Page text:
This blog is cross-posted from the Commercial Risk Europe FERMA Forum daily newspaper (registration required).
Making the best possible use of new and emerging technology, including enterprise software, is vitally important for almost any organization. In our hypercompetitive, ever-evolving global economy, few companies can afford to become complacent when it comes to how they choose their software and what they expect from it. This applies to the discipline of risk management just as it applies to, say, operations, finance, logistics, or any other corporate function. As risk managers look to technology to help them adapt to turbulent times, what should they be looking for in their risk software?
Analytics, or, the risk manager as data scientist
Most organizations are placing big bets on analytics. Chances are, yours is one of them. Yet, how many risk managers are aware of what is perhaps the most powerful force driving the adoption of analytics today? That force is the democratization of access to data within organizations.
What is the democratization of access to data, and what does it mean for the risk manager? It means that the risk manager is now—or will soon be—expected to be a data scientist in her own right. The software now exists that empowers the risk manager and his peers within other departments to perform their own data analytics. Companies are adopting it, and risk managers must embrace it.
The centralized business intelligence or analytics team is on its way out. This shift is probably already happening within other departments at the risk manager’s company. How long can he wait to embrace this trend for his own department?
Risk managers have long been using tools that provide descriptive analytics, which answer the question of “What happened?” Moving up the chain of sophistication is diagnostic analytics, which answers the question of “Why did it happen?” More sophisticated still is predictive analytics, which answers the question of “What will happen?” And just breaking onto the scene is prescriptive analytics, which answers the question of “How can we make it happen?”
If we think about the importance of steering risk in turbulent times, which is of course a big topic we have gathered in Monte Carlo to consider, it’s easy to see how the risk manager of the near future simply must be able to answer the kinds of questions that predictive and prescriptive analytics will allow her to address.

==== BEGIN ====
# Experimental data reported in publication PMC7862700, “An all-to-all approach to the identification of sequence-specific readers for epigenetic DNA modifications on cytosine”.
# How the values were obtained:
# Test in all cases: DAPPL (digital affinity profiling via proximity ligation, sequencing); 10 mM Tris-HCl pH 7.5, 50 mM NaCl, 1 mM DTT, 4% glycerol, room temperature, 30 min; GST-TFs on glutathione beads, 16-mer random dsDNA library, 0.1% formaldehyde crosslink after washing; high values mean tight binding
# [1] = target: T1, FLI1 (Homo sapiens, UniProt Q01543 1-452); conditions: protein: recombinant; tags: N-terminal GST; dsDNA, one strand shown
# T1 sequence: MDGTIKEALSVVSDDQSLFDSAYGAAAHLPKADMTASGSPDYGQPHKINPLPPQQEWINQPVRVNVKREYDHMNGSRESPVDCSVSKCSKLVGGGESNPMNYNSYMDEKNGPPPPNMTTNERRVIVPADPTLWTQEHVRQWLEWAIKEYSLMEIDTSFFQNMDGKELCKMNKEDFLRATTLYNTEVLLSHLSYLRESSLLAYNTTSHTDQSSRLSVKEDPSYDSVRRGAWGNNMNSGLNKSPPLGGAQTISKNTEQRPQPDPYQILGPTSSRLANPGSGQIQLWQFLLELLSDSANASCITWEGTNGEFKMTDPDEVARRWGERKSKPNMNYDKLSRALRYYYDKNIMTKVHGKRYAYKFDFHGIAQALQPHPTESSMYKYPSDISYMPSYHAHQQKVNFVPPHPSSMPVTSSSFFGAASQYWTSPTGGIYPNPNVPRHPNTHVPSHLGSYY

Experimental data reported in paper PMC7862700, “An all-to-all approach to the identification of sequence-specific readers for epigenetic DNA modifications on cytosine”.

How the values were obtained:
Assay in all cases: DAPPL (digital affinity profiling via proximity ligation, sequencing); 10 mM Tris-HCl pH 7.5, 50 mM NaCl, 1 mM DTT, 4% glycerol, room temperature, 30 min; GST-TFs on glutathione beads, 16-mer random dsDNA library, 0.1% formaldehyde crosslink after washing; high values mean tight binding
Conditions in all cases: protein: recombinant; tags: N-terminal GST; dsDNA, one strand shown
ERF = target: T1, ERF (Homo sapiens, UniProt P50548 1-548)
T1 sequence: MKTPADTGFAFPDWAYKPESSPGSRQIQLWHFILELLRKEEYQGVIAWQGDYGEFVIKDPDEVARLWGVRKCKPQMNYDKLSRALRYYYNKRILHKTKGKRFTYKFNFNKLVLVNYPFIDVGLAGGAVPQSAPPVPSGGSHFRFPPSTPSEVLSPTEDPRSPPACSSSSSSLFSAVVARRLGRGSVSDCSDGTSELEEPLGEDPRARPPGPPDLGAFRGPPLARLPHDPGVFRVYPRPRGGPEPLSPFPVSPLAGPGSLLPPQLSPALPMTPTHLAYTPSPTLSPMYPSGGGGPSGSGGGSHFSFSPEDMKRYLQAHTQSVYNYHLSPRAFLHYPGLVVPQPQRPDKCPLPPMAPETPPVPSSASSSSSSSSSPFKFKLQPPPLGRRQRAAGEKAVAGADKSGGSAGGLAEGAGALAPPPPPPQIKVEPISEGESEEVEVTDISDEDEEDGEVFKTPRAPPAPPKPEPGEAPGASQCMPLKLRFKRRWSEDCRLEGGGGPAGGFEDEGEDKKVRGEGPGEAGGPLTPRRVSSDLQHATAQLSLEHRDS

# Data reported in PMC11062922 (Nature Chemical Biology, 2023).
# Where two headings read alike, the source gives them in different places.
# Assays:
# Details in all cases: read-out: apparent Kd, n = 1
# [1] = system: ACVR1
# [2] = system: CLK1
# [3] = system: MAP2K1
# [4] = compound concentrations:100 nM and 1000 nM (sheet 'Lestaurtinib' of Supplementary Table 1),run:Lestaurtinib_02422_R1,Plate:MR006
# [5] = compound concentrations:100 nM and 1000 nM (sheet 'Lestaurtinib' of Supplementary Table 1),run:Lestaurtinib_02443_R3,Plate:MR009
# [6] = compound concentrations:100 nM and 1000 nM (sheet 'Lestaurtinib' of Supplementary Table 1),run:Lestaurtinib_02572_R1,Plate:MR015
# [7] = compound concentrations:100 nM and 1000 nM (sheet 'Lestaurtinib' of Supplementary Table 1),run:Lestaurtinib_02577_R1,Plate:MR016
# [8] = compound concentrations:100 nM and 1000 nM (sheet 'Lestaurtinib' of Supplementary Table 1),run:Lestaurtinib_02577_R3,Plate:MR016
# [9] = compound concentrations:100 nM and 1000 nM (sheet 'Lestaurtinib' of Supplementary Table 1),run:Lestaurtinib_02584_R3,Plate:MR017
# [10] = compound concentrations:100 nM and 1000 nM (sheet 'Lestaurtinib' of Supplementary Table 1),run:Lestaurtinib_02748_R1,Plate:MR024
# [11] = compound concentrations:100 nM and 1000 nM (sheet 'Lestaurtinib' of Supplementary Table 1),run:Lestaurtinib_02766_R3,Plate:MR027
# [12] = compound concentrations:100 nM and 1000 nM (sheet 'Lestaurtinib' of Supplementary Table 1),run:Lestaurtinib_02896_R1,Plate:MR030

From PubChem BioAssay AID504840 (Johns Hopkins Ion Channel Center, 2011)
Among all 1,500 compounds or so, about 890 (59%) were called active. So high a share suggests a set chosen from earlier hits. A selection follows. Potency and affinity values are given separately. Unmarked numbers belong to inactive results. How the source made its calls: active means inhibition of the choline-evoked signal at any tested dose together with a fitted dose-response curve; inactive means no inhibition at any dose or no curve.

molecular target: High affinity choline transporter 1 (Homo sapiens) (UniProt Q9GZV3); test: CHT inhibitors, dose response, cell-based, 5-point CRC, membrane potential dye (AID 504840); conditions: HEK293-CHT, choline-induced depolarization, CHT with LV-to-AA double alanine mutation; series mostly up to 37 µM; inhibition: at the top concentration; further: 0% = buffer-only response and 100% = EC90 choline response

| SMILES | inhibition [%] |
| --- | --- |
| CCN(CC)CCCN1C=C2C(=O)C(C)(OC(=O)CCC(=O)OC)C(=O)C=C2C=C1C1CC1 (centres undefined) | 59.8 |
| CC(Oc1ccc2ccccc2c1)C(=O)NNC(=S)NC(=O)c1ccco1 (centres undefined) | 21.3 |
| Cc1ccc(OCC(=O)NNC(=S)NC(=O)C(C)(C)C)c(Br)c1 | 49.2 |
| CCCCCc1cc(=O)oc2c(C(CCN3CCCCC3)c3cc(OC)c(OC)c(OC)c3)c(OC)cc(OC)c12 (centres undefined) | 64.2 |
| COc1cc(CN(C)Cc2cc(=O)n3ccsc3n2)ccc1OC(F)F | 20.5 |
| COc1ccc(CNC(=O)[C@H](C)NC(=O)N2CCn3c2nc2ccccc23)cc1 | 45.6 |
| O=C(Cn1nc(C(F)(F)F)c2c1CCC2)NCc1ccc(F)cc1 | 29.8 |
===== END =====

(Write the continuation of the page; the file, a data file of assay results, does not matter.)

GDPR and the role of your risk technology
Organizations subject to GDPR are grappling with these kinds of questions as May 25, 2018, approaches: What data do we have? Where does it reside? Do we have the right protections in place to protect that data? How will we manage it and document our management practices in light of GDPR’s requirements?
To become GDPR-compliant, organizations are establishing policies and procedures that ensure accountability and transparency in terms of how they manage and process the personal data in their possession. In practice, that includes:
- Data mapping
- Establishing formal data retention policies and procedures
- Putting more robust information security and privacy programs in place
- Updating their privacy notices and policies
- Implementing the necessary technical, physical, and organization controls
What kind of role should your risk management information system (RMIS) and its vendor play in your department’s response to GDPR? The RMIS itself won’t be GDPR-compliant, of course, but you should expect your RMIS to assist you in successfully executing the policies and procedures outlined above (and the many, many others not listed due to limited space).
If you’re still using spreadsheets or a homegrown system of some kind, it’s likely going to be a highly manual process (and thus time-consuming and challenging) to delete, redact, or move data offline—and then keep the necessary records to prove you did so. You should expect your RMIS to help fulfill these and other needs, and it’s critical that you understand what your vendor can do now and plans to do in future to help you be GDPR compliant.
The vendor’s security and privacy certifications and attestations are also an important consideration. Under the GDPR, the risk manager’s organization, as a data controller, has new and expansive responsibilities for what the data processors (like RMIS vendors) do or don’t do. Some of the key certifications to look for are the EU-Data Privacy Shield; Swiss Privacy Shield; SOC1 Type2; and ISO27001:2013.
What enterprise software is learning from consumer software
And last but certainly not least, let’s not forget the actual software itself and how you use it. Another very welcome trend in the enterprise software market is the move toward making technology more user-friendly and functional and giving it more self-service capabilities.
When you do your banking online or with an app, your bank doesn’t give you a user manual or send someone around for three days of training; you, as a user, simply expect to be able to log in and know what to do because you’ve done similar things in other apps. Thankfully, that same expectation is now driving the way enterprise software is developed.
Even as enterprise software is drawing upon the kinds of user-friendly functionalities we’ve come to expect in the consumer software we use, risk managers should expect their RMIS software to reflect the way they work and interrogate data. The future of the RMIS lies in easy-to-use yet powerful native dashboards, global search, and natural-language queries.
John Irving is Ventiv's regional director, EMEA. John can be reached at +44 (0) 20 3817 7407 and email@example.com.